Every claim in that dramatic summing up is either unsupported or contradicted by Piketty's own data and analysis. (I'm not counting the unintelligible. The past devours the future?)

As he explains elsewhere, r>g isn't enough by itself to trigger the dynamic he describes. If capital grows faster than the economy, inequality will indeed tend to increase because ownership of capital is concentrated -- though much less so than in the past. But capital will outpace the economy only if owners of capital save a sufficiently large part of the income they derive from it. (Suppose they save none of it: Their wealth won't grow at all.)

You might say this misses the point. Wolf offers this clarification: Piketty "argues that the ratio of capital to income will rise without limit so long as the rate of return is significantly higher than the economy's rate of growth. This, he holds, has normally been the case." That's better: The gap between r and g has to be "significant." The bigger the gap, the more likely it is that saving will build capital faster than output rises -- and Piketty does show that the gap usually has been big.

The trouble is, he also shows that capital-to-output ratios in Britain and France in the 18th and 19th centuries, when r exceeded g by very wide margins, were stable, not rising inexorably. The same was true of the share of national income paid to owners of capital. In Britain, the capitalists' share of income was about the same in 1910 as it had been in 1770, according to Piketty's numbers. In France, it was less in 1900 than it had been in 1820.

What about the 21st century? Perhaps the capitalists' share will rise inexorably in future -- and that's what matters.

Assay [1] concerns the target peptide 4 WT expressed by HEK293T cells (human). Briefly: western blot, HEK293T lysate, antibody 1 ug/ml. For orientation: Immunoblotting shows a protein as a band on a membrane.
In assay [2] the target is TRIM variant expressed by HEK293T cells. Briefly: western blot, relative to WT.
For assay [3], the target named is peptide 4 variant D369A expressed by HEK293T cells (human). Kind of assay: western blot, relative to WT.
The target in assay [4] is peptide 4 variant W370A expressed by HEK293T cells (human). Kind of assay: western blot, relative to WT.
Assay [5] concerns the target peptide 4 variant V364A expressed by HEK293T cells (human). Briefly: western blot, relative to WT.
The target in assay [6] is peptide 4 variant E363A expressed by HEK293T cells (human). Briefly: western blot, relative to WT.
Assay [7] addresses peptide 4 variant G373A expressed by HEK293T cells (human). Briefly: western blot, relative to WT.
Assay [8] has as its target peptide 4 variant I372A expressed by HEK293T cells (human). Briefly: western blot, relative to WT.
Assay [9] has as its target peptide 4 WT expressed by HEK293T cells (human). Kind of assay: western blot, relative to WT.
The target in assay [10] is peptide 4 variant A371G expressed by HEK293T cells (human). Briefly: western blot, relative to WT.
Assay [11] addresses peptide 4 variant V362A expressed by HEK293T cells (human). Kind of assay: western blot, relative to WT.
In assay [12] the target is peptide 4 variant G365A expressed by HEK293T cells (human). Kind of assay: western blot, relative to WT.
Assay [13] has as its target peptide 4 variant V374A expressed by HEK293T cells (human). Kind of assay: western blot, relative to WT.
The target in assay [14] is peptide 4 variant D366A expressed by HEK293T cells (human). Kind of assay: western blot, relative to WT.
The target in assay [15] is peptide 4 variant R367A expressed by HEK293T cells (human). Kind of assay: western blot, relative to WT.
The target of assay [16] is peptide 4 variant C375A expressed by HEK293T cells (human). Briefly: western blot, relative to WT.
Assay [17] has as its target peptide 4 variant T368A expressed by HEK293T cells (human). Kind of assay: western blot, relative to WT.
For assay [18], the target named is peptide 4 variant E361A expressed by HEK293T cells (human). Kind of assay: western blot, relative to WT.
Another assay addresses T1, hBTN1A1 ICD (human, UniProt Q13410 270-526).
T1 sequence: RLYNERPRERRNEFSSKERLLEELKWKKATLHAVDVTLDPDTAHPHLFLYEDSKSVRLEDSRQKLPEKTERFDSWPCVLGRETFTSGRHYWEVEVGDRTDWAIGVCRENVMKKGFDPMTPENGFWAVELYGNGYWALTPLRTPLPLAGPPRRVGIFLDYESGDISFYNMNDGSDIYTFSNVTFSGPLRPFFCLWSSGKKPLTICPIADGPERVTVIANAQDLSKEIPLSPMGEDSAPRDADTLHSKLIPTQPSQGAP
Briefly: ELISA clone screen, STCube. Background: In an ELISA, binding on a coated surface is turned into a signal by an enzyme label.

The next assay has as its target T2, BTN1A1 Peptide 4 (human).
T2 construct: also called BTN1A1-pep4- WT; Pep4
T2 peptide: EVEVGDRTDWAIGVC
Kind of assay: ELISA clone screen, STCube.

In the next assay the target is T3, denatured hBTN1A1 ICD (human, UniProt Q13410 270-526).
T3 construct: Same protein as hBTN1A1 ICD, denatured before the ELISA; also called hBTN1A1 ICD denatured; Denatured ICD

Perhaps it will, but Piketty advances reasons to doubt this too. He expects r to be a bit lower and g a bit higher than their respective historical averages. There are many other factors to consider, as he says, but on his own analysis the chances are good that the future gap between return on capital and growth will be smaller than the gap that failed to produce an inexorably rising capital share in the two centuries before 1914.

As I worked through the book, I became preoccupied with another gap: the one between the findings Piketty explains cautiously and statements such as, "The consequences for the long-term dynamics of the wealth distribution are potentially terrifying."

Piketty's terror at rising inequality is an important data point for the reader. It has perhaps influenced his judgment and his tendentious reading of his own evidence. It could also explain why the book has been greeted with such erotic intensity: It meets the need for a work of deep research and scholarly respectability which affirms that inequality, as Cassidy remarked, is "a defining issue of our era."

Maybe. But nobody should think it's the only issue. For Piketty, it is. Aside from its other flaws, "Capital in the 21st Century" invites readers to believe not just that inequality is important but that nothing else matters.

Posted by at April 20, 2014 6:40 PM